Instead, the oil companies chose to listen to dangerous lunatics like Harry St John Philby, a crypto-fascist former British diplomat (and, incidentally, father of the famous Soviet spy Kim Philby) whose hatred of his homeland was probably compounded by being cashiered from the foreign service for undisclosed offences.
Philby, now styling himself Abdullah, had become a close adviser to the Saudis, after securing the local concession for Ford motor cars and acquiring a teenage bride in the Taif slave market. He used his influence to push a highly partisan view that rule of the Trucial States, which "owe their existence to piracy and pearls" extended no more than a few miles inland from the coast.
Inland, Philby promised, the areas considered most promising for oil reserves acknowledged "the writ of Ibn Sa'ud even to Buraimi eastwards", a conceit that Heard points out was "ridiculous".
Yet in this story, even Philby's eccentricities are eclipsed by two others: "Haji" Abdulla Fadhel Williamson and Major Frank Holmes, who between them duelled for the signatures of sheikhs on oil exploration agreements for much of the 1930s.
Williamson was marginally the older of the two and by far the more colourful. Born William Rupert Williamson in 1872, he fled his native Bristol on a tea clipper at the age of 13 and had never gone back.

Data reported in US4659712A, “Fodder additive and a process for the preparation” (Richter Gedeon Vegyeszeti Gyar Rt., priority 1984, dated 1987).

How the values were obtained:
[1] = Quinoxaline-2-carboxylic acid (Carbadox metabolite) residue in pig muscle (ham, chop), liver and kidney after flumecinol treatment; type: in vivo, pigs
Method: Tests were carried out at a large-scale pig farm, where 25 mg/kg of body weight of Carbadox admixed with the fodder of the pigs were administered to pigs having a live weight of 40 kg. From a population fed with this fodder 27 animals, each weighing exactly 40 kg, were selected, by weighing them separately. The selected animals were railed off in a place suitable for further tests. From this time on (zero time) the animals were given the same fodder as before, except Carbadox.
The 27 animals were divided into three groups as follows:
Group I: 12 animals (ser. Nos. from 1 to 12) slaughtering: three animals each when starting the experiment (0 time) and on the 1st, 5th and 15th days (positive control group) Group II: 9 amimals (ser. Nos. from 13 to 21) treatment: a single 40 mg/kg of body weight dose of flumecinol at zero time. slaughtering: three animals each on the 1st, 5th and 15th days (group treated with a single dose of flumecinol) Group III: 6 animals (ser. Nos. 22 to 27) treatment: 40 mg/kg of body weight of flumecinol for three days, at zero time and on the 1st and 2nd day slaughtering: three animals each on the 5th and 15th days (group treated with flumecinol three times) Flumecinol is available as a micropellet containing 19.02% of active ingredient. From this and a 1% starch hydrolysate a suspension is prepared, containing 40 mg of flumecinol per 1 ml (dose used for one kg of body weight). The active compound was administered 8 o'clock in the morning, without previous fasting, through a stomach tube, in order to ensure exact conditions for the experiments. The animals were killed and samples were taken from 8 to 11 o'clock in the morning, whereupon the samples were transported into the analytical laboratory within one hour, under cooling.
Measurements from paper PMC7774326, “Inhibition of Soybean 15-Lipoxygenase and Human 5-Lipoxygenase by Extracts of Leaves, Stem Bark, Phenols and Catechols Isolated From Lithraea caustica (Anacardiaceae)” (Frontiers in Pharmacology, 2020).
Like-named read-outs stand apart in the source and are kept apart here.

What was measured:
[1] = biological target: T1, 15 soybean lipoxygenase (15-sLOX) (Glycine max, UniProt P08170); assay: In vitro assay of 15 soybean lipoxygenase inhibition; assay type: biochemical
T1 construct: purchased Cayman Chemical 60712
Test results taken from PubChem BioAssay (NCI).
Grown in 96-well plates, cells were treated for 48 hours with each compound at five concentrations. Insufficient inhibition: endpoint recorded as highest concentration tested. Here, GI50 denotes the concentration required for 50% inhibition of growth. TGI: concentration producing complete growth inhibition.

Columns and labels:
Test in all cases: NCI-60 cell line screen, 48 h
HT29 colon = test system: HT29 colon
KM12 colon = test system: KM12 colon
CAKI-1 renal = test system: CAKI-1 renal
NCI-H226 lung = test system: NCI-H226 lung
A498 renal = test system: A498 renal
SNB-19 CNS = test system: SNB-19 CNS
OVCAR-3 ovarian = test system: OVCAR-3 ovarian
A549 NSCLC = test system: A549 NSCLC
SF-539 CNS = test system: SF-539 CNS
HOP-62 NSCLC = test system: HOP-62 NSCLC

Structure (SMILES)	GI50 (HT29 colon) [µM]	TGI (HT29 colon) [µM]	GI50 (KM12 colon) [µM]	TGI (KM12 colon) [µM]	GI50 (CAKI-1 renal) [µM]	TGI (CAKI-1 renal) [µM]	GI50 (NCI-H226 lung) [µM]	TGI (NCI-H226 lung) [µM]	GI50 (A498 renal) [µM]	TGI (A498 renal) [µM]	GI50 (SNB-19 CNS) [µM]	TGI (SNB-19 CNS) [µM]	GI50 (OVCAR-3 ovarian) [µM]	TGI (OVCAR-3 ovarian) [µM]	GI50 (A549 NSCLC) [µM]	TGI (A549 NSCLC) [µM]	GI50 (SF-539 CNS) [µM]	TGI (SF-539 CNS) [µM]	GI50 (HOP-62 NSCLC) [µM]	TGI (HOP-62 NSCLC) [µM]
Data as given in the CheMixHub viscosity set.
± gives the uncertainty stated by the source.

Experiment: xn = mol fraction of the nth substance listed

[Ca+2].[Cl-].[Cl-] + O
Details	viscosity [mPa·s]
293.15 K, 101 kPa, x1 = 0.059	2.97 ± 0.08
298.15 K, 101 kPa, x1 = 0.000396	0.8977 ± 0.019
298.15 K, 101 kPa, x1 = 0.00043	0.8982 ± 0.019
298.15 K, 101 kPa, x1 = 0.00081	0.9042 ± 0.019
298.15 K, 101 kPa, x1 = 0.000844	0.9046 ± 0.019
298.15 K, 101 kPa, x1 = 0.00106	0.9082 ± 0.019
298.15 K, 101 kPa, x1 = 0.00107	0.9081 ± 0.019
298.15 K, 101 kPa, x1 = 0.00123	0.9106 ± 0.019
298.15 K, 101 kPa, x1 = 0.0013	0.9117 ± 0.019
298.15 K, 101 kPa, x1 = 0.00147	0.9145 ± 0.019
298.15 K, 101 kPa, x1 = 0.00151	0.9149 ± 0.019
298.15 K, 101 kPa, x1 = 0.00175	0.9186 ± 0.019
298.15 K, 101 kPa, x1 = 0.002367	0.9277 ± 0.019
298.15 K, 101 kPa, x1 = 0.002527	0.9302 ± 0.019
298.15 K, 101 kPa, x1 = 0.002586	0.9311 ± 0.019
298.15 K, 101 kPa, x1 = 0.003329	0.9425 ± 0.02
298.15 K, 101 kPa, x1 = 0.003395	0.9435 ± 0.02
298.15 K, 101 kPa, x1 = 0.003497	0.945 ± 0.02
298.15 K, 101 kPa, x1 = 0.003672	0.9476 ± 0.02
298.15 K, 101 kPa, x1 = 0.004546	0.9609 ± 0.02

Escaping the wrath of the Spanish colonial authorities in the Philippines who believed him a dangerous revolutionary, Williamson was sprung from a Manila prison in his 20s and eventually fetched up as a trader in Basra, embracing the local culture and faith to an extent that he twice performed Haj, but also provoking some astonishment by riding around on a penny farthing bicycle.
By the time the international oil companies had turned covetous eyes towards the southern Gulf, "Haji" Williamson was the man for local knowledge. The owner of a trading dhow and fluent in Arabic, he sold horses to the India army, peddled kerosene and, the British, suspected, was also not above a bit of gunrunning.
Williamson, therefore, despite being the "go to guy" in the Gulf, was far from being trusted. After all, he had "gone native", perhaps the worst infraction a white man could commit east of Suez.